Estate planning can feel overwhelming, but it is necessary to ensure your assets are in order and your loved ones are taken care of. Establishing an estate plan can also make certain issues easier for you and your family during your lifetime should the unexpected occur, including a catastrophic injury, a catastrophic illness, or a chronic illness. The following tips can help you create an estate plan efficiently.
1. Designate important roles.
One of the most important things to do when getting ready for estate planning is to establish which people in your life will play which roles. Three important roles to consider are who will become the executor of your will after you die and who will be the agents you name in both your durable financial power of attorney and medical power of attorney.
The executor of your will, for example, distributes your estate’s assets after your death. On the other hand, if you become incapacitated and are unable to make important financial or medical decisions, the agents you name in your powers of attorney (they need not be the same individual) will be able to handle these matters. Both of these roles play a critical part in your financial and medical well-being.
Another important position is that of a trustee. Suppose, for example, that you choose to establish a trust, whether a testamentary, irrevocable, revocable trust or more than one of these; you will need to select the person or people who will act as trustees. Depending on the type of trust you choose to establish, the trustee’s role could begin during your lifetime.
If you are a parent of minor children or have a special needs child who will need care after they reach the age of majority, you will likewise need to pick a guardian for those children. Having a conversation beforehand with the person you plan to name for this position is generally a good idea.
Assuming guardianship for minor children or those with special needs requires a significant commitment from the person you name. Therefore, you want to make sure the person you choose is able and willing to take on the responsibilities that this role entails. Having an alternate person for the guardianship role and others can serve as a safeguard if the person you name cannot fulfill their obligations.
For any of these roles, make sure that you choose someone you trust and who you feel will be responsible. Establishing these people early on helps you keep the right people in the loop when you are making important decisions, now and in the future.
2. Identify and organize assets and debts.
Identifying, itemizing, and organizing your assets and debts can simplify the estate planning process and simplify matters for your loved ones. Organizing will also help you be more familiar with what you want to designate to whom once you begin the process.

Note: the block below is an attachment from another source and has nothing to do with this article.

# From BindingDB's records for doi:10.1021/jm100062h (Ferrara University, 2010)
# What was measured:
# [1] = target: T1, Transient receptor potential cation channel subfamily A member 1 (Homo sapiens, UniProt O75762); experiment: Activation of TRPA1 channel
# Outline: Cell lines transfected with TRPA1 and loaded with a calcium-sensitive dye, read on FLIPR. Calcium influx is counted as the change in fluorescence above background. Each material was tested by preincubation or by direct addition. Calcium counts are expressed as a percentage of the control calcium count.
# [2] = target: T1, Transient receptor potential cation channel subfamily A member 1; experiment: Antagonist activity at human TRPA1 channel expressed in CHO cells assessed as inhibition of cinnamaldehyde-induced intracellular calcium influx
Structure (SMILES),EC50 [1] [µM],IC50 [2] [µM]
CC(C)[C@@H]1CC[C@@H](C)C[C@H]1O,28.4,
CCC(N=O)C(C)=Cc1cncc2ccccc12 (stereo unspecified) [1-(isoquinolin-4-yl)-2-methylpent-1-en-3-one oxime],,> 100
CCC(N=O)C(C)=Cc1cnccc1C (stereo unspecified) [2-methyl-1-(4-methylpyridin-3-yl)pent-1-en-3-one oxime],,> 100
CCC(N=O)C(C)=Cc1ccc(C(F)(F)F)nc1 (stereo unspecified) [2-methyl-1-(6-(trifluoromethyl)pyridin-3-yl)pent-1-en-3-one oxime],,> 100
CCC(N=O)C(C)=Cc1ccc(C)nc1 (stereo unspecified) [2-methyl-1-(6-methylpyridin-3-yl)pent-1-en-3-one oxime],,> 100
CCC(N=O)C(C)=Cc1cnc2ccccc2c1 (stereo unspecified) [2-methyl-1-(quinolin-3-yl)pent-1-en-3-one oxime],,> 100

To that end, create a list of your assets, such as your home and other real property, vehicles, checking and savings accounts, retirement plans, life insurance, or other valuable items (such as art, wine, collectibles, cryptocurrency, NFTs, or family heirlooms). When you make this list, include the location of the asset and any relevant information, such as where account numbers are being stored securely, remembering to keep this information in a safe place but where those in need of it can still gain access to it.
Also, create a list of your debts, such as your mortgage, loans, or revolving credit debt. Be sure to note account numbers and any other relevant information as you would for your assets.
3. Organize physical files and documents.
In addition to organizing assets and debts, collect any relevant files or documents, such as proof of identity documents (passport, birth certificate, social security card), property deeds, or insurance policy documents. Additionally, make copies of these documents for your safe-keeping and also so that you have backups in case something happens to the originals.
The best place to store your estate plan is not in a safe deposit box or home safe. Though these locations are smart places to keep important documents like birth certificates, passports, etc., storing an estate plan in a safe can present issues, particularly if the family dealing with the deceased’s matters doesn’t know the combination or can’t find the keys. Instead, it is generally a better idea to store an estate plan in an unlocked or easy-to-access filing cabinet in a fireproof envelope. Estate plans really don’t need to be stored under lock and key.
After picking your storage location, next, be sure to organize the documents and clearly label them so anyone who looks through the file knows what they are looking at, including you. Yes, you will need to look at your estate plan again.